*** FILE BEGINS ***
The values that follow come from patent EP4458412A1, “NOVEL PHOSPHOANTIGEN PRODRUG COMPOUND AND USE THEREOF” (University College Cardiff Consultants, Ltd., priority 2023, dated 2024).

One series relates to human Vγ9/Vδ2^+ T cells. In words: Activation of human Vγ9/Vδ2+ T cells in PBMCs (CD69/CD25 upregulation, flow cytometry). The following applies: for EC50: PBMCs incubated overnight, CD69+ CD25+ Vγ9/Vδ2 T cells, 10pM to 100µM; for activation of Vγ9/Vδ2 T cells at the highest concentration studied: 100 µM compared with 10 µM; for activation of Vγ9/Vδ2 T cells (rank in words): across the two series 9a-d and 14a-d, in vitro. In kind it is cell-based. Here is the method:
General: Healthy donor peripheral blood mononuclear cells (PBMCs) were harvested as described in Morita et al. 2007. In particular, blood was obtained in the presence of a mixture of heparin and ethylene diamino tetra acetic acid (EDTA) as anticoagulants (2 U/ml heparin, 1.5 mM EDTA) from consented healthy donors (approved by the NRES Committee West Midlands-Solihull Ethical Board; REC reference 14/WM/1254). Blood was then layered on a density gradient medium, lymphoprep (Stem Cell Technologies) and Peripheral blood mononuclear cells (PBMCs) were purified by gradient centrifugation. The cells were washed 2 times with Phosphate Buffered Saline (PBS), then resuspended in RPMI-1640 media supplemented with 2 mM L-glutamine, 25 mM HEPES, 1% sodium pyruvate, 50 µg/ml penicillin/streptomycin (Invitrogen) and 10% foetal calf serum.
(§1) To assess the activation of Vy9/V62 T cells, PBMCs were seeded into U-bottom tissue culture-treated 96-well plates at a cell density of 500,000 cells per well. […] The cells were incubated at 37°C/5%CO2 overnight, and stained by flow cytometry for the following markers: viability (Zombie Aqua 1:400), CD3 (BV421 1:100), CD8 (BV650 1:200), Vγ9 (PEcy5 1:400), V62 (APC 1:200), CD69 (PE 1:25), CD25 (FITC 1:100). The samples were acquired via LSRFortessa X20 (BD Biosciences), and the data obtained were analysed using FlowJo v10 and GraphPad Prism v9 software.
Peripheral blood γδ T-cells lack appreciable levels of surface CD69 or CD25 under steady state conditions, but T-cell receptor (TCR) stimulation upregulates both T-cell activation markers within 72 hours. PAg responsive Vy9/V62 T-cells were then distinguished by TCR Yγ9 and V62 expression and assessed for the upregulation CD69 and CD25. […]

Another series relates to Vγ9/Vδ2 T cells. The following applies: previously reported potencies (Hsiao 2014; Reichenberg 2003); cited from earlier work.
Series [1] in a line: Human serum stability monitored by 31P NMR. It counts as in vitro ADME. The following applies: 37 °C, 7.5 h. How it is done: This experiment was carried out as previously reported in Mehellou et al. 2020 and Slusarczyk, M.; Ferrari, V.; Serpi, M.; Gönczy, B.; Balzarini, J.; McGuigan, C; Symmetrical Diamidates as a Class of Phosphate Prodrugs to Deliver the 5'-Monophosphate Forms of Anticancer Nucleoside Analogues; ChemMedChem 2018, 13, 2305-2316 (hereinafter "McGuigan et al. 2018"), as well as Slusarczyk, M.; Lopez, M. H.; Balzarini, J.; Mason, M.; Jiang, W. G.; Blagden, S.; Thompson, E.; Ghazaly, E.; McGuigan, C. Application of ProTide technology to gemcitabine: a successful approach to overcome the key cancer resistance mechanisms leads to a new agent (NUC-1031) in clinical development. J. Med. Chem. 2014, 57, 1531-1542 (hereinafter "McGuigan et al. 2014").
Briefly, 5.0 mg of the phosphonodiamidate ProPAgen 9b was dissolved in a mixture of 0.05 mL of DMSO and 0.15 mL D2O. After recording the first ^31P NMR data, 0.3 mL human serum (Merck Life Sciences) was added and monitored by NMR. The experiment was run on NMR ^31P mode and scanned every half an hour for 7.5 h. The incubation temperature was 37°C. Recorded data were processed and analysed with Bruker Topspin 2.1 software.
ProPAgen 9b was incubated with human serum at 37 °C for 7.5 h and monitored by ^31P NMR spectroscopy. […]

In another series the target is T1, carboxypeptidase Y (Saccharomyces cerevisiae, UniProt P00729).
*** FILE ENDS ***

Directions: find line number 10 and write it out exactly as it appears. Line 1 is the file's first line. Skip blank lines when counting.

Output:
In another series the target is T1, carboxypeptidase Y (Saccharomyces cerevisiae, UniProt P00729).